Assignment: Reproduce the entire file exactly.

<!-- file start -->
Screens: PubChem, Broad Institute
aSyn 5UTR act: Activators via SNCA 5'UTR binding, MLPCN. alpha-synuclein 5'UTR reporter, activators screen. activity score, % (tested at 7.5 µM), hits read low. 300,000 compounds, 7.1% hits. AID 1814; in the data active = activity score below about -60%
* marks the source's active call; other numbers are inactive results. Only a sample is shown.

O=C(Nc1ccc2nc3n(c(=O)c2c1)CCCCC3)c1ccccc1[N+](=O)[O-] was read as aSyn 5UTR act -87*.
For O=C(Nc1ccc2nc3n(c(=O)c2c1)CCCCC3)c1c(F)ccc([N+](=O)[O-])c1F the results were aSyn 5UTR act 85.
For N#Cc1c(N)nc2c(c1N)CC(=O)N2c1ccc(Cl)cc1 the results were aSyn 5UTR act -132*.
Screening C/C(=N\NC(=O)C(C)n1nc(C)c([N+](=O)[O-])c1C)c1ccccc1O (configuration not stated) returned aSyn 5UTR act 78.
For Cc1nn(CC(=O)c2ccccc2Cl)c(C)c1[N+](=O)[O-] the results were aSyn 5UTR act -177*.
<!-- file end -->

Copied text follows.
Screens: PubChem, Broad Institute
aSyn 5UTR act: Activators via SNCA 5'UTR binding, MLPCN. alpha-synuclein 5'UTR reporter, activators screen. activity score, % (tested at 7.5 µM), hits read low. 300,000 compounds, 7.1% hits. AID 1814; in the data active = activity score below about -60%
* marks the source's active call; other numbers are inactive results. Only a sample is shown.

O=C(Nc1ccc2nc3n(c(=O)c2c1)CCCCC3)c1ccccc1[N+](=O)[O-] was read as aSyn 5UTR act -87*.
For O=C(Nc1ccc2nc3n(c(=O)c2c1)CCCCC3)c1c(F)ccc([N+](=O)[O-])c1F the results were aSyn 5UTR act 85.
For N#Cc1c(N)nc2c(c1N)CC(=O)N2c1ccc(Cl)cc1 the results were aSyn 5UTR act -132*.
Screening C/C(=N\NC(=O)C(C)n1nc(C)c([N+](=O)[O-])c1C)c1ccccc1O (configuration not stated) returned aSyn 5UTR act 78.
For Cc1nn(CC(=O)c2ccccc2Cl)c(C)c1[N+](=O)[O-] the results were aSyn 5UTR act -177*.